Saturday, 31 May 2014

Maleficent Score Review

                                                                                                                                                                                                                                                             
Check it out... if you yearn for a James Newton Howard release which boasts the orchestral grandeur and textural complexity that such projects as Lady In The Water managed to achieve.

Skip it... if you'd much rather hear the synthetic droning that we were exposed to within Catching Fire, that doesn't harbour near as much creative ingenuity as this here project.
                                                                                                                                                                                                                                                             


"This is arguably James Newton Howard's best work since Lady in the Water and The Dark Knight; high compliments indeed."

Along with reboots, a retelling of a classic story with some sort of drastic twist has become a sort of trend of the 2000's. Frozen did it last year, with the sister saving the female protagonist, instead of the true love saving the female protagonist, and this year, we're getting a look into the Sleeping Beauty villainess, Maleficent, and getting asked the question, "Was she all that bad?" That's right people; another film where the villain appears to be misunderstood! Haven't seen that before, have we! Nonetheless, with Angelina Jolie helming the title role, the film will undoubtedly reign in big figures at the box office, despite any issues that first time director Robert Stromberg will encounter throughout production. For the scoring of the film, Stromberg has recruited industry giant James Newton Howard, common collaborator of M. Night Shamalamadingdong. Apart from his collaborations with Shyamalan, Howard's scoring career seems to have taken a downwards turn fairly recently, providing less than fantastic scores for the past 10 or so years. Fortunately though, Howard's latest project has him teaming up with Disney once again, providing the score for yet another retelling of a classic tale, the previous film being his work for 2012's abysmal Snow White retelling, Snow White and the Huntsman. This time, Maleficent is the project he's set to compose for, and with choirs at the ready, pencil on paper, and a vast orchestra set to go, Howard gifts us one of the stand out scores of the year, so far.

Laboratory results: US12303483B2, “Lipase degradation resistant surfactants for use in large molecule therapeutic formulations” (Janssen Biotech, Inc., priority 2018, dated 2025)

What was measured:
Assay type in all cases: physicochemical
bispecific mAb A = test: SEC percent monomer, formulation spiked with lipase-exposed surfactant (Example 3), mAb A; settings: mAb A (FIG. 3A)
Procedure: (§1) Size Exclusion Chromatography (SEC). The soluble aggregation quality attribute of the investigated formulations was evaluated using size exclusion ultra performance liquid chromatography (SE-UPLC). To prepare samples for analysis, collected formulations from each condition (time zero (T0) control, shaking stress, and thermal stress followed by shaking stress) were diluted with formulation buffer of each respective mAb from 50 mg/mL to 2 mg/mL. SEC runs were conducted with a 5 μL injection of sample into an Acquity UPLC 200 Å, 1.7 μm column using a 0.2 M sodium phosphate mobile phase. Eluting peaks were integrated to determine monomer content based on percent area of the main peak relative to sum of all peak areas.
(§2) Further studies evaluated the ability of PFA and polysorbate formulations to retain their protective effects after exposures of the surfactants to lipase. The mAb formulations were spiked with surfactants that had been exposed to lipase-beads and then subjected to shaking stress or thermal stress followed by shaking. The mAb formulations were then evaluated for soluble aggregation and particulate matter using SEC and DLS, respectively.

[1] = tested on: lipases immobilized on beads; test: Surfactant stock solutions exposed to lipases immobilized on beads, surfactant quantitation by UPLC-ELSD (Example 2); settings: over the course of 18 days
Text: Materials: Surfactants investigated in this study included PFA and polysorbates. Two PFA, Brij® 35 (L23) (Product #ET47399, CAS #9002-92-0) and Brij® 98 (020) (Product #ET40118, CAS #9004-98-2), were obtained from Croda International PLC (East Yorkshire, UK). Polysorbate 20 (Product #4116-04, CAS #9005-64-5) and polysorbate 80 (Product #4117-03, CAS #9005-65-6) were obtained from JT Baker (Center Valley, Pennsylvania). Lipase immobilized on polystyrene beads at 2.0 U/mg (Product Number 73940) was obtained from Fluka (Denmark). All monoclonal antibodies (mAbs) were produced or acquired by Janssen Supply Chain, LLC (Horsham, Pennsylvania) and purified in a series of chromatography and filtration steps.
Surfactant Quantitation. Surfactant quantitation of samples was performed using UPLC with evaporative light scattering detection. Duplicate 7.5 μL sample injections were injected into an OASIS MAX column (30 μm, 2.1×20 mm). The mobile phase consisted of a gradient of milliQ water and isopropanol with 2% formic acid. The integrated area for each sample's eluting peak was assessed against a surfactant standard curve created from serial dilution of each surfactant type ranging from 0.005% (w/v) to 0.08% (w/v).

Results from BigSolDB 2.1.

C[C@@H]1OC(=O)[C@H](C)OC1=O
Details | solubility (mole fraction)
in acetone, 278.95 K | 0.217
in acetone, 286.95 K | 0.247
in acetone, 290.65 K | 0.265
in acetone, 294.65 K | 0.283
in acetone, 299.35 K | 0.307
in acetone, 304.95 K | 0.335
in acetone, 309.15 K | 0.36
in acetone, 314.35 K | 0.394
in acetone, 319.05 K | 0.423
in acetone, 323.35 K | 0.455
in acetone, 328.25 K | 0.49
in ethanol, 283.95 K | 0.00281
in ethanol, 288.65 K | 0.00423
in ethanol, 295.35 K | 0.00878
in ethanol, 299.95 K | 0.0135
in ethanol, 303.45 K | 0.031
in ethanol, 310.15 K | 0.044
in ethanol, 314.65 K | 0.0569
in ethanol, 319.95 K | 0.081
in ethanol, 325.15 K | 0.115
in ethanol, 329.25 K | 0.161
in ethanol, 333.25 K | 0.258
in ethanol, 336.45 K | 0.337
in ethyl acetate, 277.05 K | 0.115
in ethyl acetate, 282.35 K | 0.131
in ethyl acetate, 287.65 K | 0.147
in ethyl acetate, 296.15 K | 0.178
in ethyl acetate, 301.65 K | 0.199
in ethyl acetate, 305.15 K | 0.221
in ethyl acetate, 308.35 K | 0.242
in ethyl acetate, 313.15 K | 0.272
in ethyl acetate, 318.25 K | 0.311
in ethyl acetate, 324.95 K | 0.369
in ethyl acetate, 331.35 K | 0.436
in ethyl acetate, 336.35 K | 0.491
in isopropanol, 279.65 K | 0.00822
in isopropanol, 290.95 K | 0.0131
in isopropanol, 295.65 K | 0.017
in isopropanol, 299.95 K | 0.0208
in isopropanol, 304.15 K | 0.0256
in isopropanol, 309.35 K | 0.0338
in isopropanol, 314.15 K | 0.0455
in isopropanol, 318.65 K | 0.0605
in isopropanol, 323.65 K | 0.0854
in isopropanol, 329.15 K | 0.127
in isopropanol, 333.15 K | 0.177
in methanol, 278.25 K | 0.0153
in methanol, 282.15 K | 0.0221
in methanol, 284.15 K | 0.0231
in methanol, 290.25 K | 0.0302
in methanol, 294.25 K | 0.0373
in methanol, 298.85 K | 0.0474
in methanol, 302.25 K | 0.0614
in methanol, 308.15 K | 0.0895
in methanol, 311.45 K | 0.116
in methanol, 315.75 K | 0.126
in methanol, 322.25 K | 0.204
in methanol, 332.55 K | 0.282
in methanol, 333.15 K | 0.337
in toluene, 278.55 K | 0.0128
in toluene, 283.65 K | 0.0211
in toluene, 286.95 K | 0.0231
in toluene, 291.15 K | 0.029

Maleficent is arguably Howard's best work since Lady in the Water and The Dark Knight; yes, that is exactly how I'll start off this review. Whilst there are glimpses of subtlety when utterly required, Howard, for the most part, allows this score to stand at the forefront and dazzle without restraint, which for what has been provided is a very good thing. His composition for the film is without fault, with glorious battle cues, sensational thematic concepts, and some beautiful instrumentation being stand out traits within this sensational score. Those whom claim the old fashioned orchestral score is going out of fashion should take a look into this release and re-evaluate their stance on this region of the industry, for Howard's intricacy is unparalleled, even by composing giants of these days like James Horner, Howard Shore, and somewhat lesser known Abel Korzeniowski. It's as if Howard took the often impressive action cues from After Earth, combined that with the grace and subtlety of The Last Airbender, and finally embraced the compositional finesse that was found within Lady in the Water. Put all of that together, and you having something like Maleficent; something that should impress all of score listeners. Whether it's down to the scope of the music, or the instrumentation, Maleficent has something for everyone.

James Newton Howard